I've been reading Google Developers documentation on optimizing web performance. I'm a little confused with the terminology used there. Both CSS and JavaScript files block DOM construction. But, CSS is called render-blocking whereas JavaScript is called parser-blocking. What is the difference in the 'parser-blocking' and 'render-blocking' terms? Or are they the same and the terminology is just interchangeably used?

  • From docs, "JavaScript can also block DOM construction and delay when the page is rendered.(parser-blocking)" vs "CSS is treated as a render blocking resource, which means that the browser will hold rendering of any processed content until the CSSOM is constructed.(render-blocking)" – Rayon Jun 11 '16 at 2:43
up vote 14 down vote accepted

Imagine an HTML page has two <script src="..."> elements. The parser sees the first one. It has to stop* parsing while it fetches and then executes the javascript, because it might contain document.write() method calls that fundamentally change how the subsequent markup is to be parsed. Fetching resources over the internet is comparatively much slower than the other things the browser does, so it sits waiting with nothing to do. Eventually the JS arrive, executes and the parser can move on. It then sees the second <script src="..."> tag and has to go through the whole process of waiting for the resource to load again. It's a sequential process, and that's parser blocking.

CSS resources are different. When the parser sees a stylesheet to load, it issues the request to the server, and moves on. If there are other resources to load, these can all be fetched in parallel (subject to some HTTP restrictions). But only when the CSS resources are loaded and ready can the page be painted on the screen. That's render blocking, and because the fetches are in parallel, it's a less serious slow down.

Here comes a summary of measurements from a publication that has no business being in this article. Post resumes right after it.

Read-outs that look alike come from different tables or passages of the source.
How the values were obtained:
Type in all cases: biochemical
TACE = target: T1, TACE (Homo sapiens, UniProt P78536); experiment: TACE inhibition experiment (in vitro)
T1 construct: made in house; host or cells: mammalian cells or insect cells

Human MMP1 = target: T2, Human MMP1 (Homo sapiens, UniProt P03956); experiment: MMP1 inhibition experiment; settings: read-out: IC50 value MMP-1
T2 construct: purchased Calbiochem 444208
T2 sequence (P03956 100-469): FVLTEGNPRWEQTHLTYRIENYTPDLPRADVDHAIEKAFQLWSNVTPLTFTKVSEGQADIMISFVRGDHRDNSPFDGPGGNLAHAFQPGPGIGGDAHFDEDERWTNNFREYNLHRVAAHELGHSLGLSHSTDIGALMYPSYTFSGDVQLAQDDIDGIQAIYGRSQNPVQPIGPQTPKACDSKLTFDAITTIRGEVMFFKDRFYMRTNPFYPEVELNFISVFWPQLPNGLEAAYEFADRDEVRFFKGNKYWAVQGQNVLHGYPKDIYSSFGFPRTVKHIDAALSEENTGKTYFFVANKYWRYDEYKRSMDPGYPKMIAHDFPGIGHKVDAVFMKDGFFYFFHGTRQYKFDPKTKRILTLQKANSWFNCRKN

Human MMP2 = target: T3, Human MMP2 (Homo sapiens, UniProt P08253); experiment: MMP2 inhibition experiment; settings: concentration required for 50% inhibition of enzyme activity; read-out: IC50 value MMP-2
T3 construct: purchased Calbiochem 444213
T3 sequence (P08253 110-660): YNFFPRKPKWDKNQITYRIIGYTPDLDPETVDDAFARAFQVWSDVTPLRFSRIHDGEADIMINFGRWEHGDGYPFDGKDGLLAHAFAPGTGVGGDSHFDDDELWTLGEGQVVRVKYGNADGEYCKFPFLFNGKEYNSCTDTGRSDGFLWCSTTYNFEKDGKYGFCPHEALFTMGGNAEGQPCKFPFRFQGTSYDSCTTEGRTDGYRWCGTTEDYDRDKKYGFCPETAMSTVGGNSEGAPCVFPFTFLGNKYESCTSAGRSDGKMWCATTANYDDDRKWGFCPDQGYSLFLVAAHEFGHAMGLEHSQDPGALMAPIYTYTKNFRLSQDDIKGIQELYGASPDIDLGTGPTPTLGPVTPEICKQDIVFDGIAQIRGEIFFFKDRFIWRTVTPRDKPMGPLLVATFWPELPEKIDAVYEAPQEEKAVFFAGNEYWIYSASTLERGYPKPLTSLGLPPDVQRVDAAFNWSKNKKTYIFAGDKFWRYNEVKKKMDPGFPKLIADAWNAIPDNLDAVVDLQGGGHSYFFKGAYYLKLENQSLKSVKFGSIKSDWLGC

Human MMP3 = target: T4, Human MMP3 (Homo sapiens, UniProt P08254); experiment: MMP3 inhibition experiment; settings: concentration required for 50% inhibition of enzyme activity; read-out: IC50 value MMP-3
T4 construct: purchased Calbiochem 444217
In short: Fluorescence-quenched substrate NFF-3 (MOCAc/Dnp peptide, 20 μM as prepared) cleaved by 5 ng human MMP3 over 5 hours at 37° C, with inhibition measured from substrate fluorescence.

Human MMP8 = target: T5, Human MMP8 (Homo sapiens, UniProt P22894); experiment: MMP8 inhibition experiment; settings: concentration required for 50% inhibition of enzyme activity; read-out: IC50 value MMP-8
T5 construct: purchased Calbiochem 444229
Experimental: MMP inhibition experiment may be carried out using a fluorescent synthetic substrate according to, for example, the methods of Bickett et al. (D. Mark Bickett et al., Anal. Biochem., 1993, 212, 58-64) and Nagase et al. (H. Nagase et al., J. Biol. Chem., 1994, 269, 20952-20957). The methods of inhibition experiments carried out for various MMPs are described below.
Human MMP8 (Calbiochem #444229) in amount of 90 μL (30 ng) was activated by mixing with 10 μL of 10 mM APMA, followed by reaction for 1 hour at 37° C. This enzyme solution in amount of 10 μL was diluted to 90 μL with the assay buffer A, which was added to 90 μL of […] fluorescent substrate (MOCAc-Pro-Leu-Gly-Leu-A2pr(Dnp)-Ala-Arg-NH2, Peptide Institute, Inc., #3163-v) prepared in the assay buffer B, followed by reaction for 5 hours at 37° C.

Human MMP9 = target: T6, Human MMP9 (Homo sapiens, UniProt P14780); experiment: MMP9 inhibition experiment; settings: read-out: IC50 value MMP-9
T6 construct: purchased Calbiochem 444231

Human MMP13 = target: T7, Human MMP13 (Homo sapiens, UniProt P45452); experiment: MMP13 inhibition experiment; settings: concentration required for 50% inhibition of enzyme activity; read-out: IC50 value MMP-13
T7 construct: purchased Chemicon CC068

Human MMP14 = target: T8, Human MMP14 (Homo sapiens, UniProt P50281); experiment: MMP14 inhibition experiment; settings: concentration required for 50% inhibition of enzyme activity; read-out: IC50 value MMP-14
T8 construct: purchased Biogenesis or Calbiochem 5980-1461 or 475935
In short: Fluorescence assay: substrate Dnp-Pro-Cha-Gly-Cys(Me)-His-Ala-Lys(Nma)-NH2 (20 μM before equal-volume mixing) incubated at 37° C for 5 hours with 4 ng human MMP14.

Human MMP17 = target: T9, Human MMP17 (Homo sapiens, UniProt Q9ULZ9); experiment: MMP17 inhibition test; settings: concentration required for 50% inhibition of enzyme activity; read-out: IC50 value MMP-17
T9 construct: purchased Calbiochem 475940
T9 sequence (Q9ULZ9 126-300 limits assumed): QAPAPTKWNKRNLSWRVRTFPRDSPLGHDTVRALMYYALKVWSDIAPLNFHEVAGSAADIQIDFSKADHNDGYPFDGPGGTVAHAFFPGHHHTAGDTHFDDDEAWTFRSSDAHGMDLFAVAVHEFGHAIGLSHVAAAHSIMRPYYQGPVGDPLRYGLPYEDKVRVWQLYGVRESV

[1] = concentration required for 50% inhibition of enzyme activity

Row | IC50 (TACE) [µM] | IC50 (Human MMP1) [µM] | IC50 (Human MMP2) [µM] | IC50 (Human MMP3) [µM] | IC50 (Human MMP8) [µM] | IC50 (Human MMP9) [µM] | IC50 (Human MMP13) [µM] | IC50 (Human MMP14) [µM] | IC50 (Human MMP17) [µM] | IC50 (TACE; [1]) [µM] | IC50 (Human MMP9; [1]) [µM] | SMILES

* Parser blocking is not quite as simple as that in some modern browsers. They have some ability to tentatively parse the following HTML in the hope that the script, when it loads and executes, doesn't do anything to mess up the subsequent parsing, or if it does, that the same resources are still required to be loaded. But they can still have to back out the work if the script does something awkward.

  • 1
    Thanks for the great explanation. This sure cleared my understanding! – M00 Jun 11 '16 at 3:03
  • There is also something known as preload scanning, where the browser looks ahead and issues a request to get more than on JS/CSS files. Though, there is a limit to the number of parallel calls a browser can make. – ankit_m Apr 22 '17 at 13:50
  • because of the above reason mentioned by @ankit_m, it sometimes make sense to add async even to the last script on the HTML page if the script is not DOM dependent. So that the browser can preload and even execute the script optimizing the Critical Rendering Path. – Novice Jun 22 at 4:45

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